Chances are you’ve recently chatted with somebody on the phone. You might have gotten up to get a cup of tea while you were on the line. Odds are even better that, within a few minutes of hanging up, you forgot about the call and the tea because you moved on to other things. You were not moved to tears at the word “Hello.” You felt no need to gasp out gratitude to God for being able to saunter over to the kettle for the tea.
Compare and contrast that mundane experience with this letter I got from a friend:
I talked to her last night about 1:30am your time. It was amazing! When I saw her that first night I didn’t know if I’d ever hear her voice again or see her move or anything. And she lifted her leg last night! Every little bit of return to normality is like Christmas.
My friend’s daughter, a vivacious young woman away at college in Pennsylvania, was injured in a fall that broke her back and caused her brain to swell so badly that they had to temporarily remove part of her skull. She has endured multiple surgeries, a tracheotomy, weeks of being unable to breathe on her own, speechless silence and even the inability to swallow — not to mention lots of plain old pain and nausea. On the night of the accident, there was no certainty she would survive at all.
Now, thanks be to God, she is busy texting her siblings, she is off the respirator, talking, even sitting for short periods. And her doctors are saying there is a very good chance she will walk again. There’s still a long, slow grind of rehab ahead, but she has come so far so fast that her doctors are astounded. As her father said, “Every little bit of return to normality is like Christmas.”
By that he means, and can only ultimately mean, that utterly normal things like saying “Hello” on the phone or walking across the room to get a cup of tea are things so charged with miraculous wonder that only our dullness blinds us to their import. All the special effects and laser blasts in all the Hollywood big-budget features in the world pale in comparison to the moment my friend’s daughter spoke the words “I love you” to her mom as she held vigil at her bedside. The day she takes her first step again, unaided, will be a day as miraculous as the day she was conceived.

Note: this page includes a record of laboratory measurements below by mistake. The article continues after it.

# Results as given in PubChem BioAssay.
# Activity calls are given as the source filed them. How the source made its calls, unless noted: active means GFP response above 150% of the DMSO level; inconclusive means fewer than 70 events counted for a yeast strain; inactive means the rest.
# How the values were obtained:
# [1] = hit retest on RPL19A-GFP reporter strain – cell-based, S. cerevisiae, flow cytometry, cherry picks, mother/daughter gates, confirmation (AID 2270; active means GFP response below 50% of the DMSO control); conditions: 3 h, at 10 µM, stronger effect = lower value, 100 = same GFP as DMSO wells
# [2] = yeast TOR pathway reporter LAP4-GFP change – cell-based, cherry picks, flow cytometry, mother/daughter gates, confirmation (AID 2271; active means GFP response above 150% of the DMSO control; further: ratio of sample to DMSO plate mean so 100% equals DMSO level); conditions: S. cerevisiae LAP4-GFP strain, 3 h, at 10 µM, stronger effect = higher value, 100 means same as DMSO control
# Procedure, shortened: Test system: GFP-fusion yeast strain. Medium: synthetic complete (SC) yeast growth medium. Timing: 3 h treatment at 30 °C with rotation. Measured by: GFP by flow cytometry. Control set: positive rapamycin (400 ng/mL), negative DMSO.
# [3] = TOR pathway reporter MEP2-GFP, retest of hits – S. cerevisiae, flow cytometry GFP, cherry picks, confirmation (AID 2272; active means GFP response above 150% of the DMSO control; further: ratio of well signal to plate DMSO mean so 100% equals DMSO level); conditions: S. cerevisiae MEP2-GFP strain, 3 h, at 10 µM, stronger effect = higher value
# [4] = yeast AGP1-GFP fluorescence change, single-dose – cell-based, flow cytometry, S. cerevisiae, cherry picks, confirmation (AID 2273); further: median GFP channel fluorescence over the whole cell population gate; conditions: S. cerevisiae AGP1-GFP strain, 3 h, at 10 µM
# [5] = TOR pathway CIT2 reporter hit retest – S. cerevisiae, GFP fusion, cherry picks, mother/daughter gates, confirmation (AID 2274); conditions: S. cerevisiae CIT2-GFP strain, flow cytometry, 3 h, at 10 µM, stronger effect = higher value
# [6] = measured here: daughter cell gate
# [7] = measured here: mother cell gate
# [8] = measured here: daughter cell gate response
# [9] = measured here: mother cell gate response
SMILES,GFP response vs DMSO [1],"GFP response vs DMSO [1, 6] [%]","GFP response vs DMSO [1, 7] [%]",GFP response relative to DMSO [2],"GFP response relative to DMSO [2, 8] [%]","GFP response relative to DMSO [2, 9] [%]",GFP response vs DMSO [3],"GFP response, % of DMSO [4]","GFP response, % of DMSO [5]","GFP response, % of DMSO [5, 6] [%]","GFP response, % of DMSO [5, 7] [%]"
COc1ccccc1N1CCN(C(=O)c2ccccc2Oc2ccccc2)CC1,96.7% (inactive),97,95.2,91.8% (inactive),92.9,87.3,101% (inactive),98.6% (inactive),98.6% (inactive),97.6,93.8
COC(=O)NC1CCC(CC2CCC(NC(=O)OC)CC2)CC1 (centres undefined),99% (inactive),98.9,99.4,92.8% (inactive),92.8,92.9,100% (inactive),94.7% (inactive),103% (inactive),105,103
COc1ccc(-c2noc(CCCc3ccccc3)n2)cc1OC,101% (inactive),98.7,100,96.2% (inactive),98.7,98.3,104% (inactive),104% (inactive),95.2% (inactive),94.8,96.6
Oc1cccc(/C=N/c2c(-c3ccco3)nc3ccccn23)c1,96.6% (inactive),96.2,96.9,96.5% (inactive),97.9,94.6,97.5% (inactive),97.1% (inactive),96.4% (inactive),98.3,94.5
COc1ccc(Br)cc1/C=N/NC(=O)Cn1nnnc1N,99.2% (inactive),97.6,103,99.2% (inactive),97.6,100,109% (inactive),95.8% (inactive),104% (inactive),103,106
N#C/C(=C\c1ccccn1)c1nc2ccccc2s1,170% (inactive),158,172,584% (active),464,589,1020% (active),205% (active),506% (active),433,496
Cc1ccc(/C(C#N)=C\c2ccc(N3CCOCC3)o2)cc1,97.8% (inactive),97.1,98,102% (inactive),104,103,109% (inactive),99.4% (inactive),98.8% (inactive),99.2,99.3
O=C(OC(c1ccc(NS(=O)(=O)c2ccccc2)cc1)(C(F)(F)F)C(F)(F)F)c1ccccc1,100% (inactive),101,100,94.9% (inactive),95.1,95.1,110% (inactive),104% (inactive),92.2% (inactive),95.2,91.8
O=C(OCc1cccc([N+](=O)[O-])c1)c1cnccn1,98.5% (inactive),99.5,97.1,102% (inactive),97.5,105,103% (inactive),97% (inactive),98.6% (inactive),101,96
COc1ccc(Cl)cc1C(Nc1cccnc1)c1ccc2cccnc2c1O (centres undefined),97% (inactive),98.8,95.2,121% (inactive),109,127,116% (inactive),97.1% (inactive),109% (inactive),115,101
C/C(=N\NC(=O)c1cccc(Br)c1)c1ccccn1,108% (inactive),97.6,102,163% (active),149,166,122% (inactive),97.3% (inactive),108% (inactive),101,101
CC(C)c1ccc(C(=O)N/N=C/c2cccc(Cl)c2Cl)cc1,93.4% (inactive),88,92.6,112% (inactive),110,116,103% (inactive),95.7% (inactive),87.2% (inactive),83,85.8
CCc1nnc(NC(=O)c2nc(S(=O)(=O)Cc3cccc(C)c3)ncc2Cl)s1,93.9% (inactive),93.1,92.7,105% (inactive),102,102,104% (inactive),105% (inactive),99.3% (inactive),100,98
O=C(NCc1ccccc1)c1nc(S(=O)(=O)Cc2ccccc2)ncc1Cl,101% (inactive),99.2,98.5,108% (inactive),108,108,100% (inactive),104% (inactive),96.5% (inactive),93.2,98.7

My friend’s words capture the very heart and essence of what Advent and Christmas are all about. Adam and Eve and all of us were injured in a fall that broke us. We sit vigil at the bedside of the broken body and soul of man all through Advent (and indeed all through history), awaiting the divine Physician to come with power and heal our ruined race. Some people expected that when he came it would be with a spectacular display of special effects, a dazzling light show or some sort of conquering army in pomp and splendor.
Instead, when God sent his Messiah, he sent him to bless and hallow all the ordinary things, the small things, the normal things. The miracle was not that God had parted the heavens or the sea or slain an Egyptian host. It was that he was sitting on Mary’s lap, breathing quietly in his sleep. It was that he nursed well and slept through the night. It was that he could swallow and that he took his first step on his own while Mary and Joseph clapped for joy.
It was that, in a perfectly human voice, he spoke the words “I love you” — not only to his mother, but to the whole world.
Mark Shea is content editor of CatholicExchange.com.